The world has vastly changed in the last 50 years, let alone the past century. The issues that young people are facing and having to navigate today are different to those their parents and grandparents encountered. Meanwhile the rise in technology has made a wealth of information available at our fingertips, but for some it can be overwhelming, especially when it comes to developing a spiritual identity Bishop Ezekiel of Dervis told Neos Kosmos.

“With so many choices on how to live in today’s society, the question remains which choice truly nourishes the heart, the mind, and the soul, and not only the body?”

To connect with the community’s youth and help shed some light on moral social issues from the Christian perspective, the Greek Orthodox Archdiocese of Australia is hosting a series of Youth Conferences across Australia for people between the ages of 15 and 30. The first will take place in the District of Melbourne this month, focusing on ‘CHANGE – How we navigate our way through a diverse world’, with His Eminence Archbishop Makarios of Australia one of the presenters.

Organised by young people to explore questions put forward by them, the conference will delve into everything from abortion, euthanasia, and climate change, to the family unit, as well as safe use of social media.

“How do we navigate our way through complex ideas and beliefs, with Our Lord as the compass point? Which choices are of benefit to our eternal life and salvation? Ethical decisions around life and death; our relationship with the natural environment; how do we live in a society in unity and love when there is so much destruction and division around us? These are the questions we hope to address in the Youth Conference,” explains Bishop Ezekiel.

Youth leader Alex Logan, 16, joined the organising committee two months ago, wanting to broaden his horizons and focus his efforts on something “meaningful”. Aware that he will be able to legally vote in two years, it is a responsibility he takes seriously, and says many young people he knows, himself included, are seeking guidance in developing their own voice and opinions.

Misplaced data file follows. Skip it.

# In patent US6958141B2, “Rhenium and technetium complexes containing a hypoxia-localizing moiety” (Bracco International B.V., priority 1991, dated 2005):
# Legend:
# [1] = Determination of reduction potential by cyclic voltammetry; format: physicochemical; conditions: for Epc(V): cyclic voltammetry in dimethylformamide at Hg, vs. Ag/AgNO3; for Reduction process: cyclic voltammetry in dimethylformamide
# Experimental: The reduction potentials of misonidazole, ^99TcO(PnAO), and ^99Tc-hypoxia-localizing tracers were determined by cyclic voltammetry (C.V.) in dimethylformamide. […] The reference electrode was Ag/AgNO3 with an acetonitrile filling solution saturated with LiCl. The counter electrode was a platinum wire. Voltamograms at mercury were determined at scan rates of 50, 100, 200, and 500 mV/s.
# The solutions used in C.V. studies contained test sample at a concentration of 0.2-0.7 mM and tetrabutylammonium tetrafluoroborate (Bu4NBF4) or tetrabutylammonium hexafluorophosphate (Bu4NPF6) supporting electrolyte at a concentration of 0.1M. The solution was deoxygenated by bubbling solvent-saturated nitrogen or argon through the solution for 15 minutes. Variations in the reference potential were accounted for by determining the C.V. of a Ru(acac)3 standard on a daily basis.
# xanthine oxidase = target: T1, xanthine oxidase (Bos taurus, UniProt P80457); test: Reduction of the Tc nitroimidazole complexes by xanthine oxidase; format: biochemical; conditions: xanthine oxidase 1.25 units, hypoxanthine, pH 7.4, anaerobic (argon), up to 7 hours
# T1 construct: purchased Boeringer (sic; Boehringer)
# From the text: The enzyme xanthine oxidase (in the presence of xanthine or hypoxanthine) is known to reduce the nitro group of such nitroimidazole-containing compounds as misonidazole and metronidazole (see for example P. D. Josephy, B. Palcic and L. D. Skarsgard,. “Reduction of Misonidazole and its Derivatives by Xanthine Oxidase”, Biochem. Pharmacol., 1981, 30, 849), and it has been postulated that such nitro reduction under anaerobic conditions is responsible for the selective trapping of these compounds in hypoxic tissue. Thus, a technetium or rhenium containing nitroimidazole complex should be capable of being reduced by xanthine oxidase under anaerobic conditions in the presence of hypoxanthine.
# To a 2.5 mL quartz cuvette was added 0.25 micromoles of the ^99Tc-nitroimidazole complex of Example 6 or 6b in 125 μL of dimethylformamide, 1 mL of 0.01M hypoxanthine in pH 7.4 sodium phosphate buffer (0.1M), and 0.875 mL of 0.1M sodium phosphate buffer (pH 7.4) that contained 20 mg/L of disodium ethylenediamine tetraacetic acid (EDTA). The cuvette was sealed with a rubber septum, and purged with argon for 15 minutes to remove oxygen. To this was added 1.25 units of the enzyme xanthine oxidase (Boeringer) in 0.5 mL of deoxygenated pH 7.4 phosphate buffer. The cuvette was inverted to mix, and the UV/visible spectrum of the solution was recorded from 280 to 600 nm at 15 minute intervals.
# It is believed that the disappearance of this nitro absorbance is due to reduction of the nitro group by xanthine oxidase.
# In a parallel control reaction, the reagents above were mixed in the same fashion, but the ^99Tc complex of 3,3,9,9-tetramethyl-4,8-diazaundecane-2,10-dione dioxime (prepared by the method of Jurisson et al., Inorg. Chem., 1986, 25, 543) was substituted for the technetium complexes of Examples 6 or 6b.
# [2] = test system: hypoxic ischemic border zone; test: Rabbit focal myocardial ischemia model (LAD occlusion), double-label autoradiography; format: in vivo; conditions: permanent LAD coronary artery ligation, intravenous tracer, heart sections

“As we’ve seen, social issues have been changing quite rapidly over these past couple of decades and I know personally, as well as other people, all have questions about these issues and the ethics surrounding them,” Alex tells Neos Kosmos. “We want to have answers, and we want to have a way of finding these answers.”

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While Alex acknowledges the media and speaking to family can be a good starting point in educating oneself, he says a community-based project such as the Youth Conference is appealing, as it will be a chance for young people to come together, connect, ask their questions, and get direct answers from experts.

Youth Leader, Evie Starakis, 16, shares Alex’s views, adding that it is particularly appealing to hear answers from an Orthodox Christian view point, so as to learn more about her religion.

“We’re so young and we don’t know everything about the world, and these questions that we have, when we get them answered, we will know where we stand and how to go about situations that we encounter,” Evie says.

(L-R) Orthodox Youth leaders: Demi Zafiropoulos, Victoria Xarhakos, Renee Zafiropoulos, Nicholas Petrakis, Ari Tsoulakos, Alexander Logan and Jonathan Daoulas. Photo: Supplied

Alex says the conference is also a way to further inspire young people who may feel overwhelmed and powerless by events they see unfolding in the world to realise that they too can use their voice, and become more involved.

“We want to give our youth their own voices to go ahead and be able to participate in these discussions when they have them with other people, or to at least have some knowledge about them. That’s important as we are the future,” he says, which seems to be understood by the Church.

“It is extremely important that the voice of our youth be heard within the Church,” says Bishop Ezekiel. “It should never surprise us the maturity and depth of thought that young people bring to any conversation, from the perspective of their generation. Many times it is through the words of the simple and the pure in heart – our youth – that we can learn our greatest lessons for the Church.”

The conference has been divided into four parts.

Archbishop Makarios will draw on his studies in bioethics, delving into ethical dilemmas such as abortion and euthanasia, as well as other scientific advances.

Artemisia (Soula) Bennett, director of Quantum Victoria, will present on environmental ethics, looking into climate change and the unprecedented bushfires in Australia.

Chris Vlahonasios, owner of TRANSFIGURE Media, will use his industry expertise to discuss social media use, exploring the reasons behind why people behave the way they do online and how to stay safe.

The conference will culminate with a panel discussion on social ethics, led by solicitor and writer Dean Kalimniou who will explore the historical development of the family unit. The discussion will then open to questions from the audience.

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Attendees will also take part in activities and have the chance to socialise and make new friends.

“The belief and teachings of the Church were given to us by Our Lord Jesus Christ, and are as relevant today as they were 2,000 years ago,” says Bishop Ezekiel. “Each generation must wrestle with these answers given to us by Our Lord to the problems that each of us face as individuals in our personal lives today. Peace, love, and joy are given to us as a gift from God, and is sadly so often missing from our lives and from the world.”

The first Youth Conference will take place on Saturday 25 January at Oakleigh Grammar. Attendance is free. Register online (essential).